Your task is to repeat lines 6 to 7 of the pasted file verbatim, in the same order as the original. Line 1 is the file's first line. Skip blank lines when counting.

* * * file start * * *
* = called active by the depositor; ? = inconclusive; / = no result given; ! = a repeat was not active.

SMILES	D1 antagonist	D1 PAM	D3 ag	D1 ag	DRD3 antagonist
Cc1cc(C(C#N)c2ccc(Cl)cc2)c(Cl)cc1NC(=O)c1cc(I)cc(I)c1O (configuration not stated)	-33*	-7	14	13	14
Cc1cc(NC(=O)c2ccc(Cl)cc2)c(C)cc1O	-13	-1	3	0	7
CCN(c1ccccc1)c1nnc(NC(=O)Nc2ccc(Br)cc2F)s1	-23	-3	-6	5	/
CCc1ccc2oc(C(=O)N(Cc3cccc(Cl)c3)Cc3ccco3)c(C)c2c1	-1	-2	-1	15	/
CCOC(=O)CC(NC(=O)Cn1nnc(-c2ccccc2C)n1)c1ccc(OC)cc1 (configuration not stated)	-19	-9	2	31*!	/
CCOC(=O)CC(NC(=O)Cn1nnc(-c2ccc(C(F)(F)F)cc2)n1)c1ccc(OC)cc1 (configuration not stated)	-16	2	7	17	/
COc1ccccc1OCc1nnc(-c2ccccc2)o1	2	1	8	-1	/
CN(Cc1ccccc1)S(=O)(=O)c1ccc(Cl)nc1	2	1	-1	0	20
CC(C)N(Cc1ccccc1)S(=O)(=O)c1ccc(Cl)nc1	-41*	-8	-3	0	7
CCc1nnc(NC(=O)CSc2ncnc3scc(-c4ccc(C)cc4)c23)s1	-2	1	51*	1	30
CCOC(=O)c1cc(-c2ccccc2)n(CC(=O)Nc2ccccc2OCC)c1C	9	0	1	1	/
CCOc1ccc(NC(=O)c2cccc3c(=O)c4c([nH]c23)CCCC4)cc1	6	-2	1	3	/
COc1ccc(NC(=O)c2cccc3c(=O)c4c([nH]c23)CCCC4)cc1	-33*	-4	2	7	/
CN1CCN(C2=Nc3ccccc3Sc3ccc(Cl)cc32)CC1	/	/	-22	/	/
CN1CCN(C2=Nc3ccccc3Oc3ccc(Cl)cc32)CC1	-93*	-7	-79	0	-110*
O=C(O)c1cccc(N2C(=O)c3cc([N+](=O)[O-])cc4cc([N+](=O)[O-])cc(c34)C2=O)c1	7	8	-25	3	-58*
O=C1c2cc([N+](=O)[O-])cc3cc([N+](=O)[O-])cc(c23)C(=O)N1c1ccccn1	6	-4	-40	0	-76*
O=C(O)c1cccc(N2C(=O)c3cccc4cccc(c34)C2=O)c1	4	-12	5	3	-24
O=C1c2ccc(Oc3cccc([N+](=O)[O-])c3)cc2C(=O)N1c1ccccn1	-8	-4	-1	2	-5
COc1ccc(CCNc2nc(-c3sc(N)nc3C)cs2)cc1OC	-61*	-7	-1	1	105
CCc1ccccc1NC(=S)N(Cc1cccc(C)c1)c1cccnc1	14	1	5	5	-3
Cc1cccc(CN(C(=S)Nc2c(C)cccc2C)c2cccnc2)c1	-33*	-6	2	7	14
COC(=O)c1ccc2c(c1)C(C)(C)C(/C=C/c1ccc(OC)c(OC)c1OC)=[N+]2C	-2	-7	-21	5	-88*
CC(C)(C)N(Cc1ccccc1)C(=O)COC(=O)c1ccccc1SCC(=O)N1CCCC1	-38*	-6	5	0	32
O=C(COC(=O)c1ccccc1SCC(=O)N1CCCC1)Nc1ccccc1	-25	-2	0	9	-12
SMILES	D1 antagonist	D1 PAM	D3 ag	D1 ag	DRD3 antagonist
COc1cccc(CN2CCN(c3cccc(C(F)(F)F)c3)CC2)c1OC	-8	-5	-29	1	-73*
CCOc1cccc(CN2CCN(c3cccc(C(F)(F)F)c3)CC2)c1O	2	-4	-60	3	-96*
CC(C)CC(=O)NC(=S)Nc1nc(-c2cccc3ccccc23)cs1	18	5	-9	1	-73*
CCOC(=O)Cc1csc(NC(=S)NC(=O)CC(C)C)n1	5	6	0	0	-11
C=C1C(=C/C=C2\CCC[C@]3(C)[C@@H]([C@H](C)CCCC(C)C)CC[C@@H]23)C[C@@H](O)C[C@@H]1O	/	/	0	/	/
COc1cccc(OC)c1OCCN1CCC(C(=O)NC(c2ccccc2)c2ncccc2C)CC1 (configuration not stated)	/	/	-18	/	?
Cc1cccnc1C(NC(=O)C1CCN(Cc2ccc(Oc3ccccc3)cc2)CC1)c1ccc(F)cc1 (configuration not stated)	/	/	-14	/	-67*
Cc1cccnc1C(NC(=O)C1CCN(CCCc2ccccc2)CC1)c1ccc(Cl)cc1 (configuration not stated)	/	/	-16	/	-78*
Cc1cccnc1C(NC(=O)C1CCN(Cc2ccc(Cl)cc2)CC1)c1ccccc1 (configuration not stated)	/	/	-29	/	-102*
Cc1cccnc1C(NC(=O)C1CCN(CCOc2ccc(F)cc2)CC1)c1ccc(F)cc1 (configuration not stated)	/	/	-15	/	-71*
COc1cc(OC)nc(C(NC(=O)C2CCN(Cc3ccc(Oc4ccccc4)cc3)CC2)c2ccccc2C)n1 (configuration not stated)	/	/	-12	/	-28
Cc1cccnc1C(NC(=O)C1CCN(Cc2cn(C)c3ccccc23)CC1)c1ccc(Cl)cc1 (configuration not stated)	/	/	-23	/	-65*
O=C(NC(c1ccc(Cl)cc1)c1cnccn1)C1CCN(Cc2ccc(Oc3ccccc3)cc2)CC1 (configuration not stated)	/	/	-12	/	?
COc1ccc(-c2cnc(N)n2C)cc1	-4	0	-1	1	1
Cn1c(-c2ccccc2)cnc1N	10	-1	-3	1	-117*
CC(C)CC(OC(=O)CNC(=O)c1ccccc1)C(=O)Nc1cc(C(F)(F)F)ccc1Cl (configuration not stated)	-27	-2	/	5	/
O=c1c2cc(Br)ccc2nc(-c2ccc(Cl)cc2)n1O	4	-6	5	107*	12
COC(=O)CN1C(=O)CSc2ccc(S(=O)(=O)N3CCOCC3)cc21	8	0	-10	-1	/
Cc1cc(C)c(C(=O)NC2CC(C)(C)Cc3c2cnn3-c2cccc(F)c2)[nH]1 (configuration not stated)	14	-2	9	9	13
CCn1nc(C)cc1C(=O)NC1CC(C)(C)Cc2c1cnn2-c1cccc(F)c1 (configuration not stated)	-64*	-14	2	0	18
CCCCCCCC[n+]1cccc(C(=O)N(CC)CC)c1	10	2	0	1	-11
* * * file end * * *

CCc1ccc2oc(C(=O)N(Cc3cccc(Cl)c3)Cc3ccco3)c(C)c2c1	-1	-2	-1	15	/
CCOC(=O)CC(NC(=O)Cn1nnc(-c2ccccc2C)n1)c1ccc(OC)cc1 (configuration not stated)	-19	-9	2	31*!	/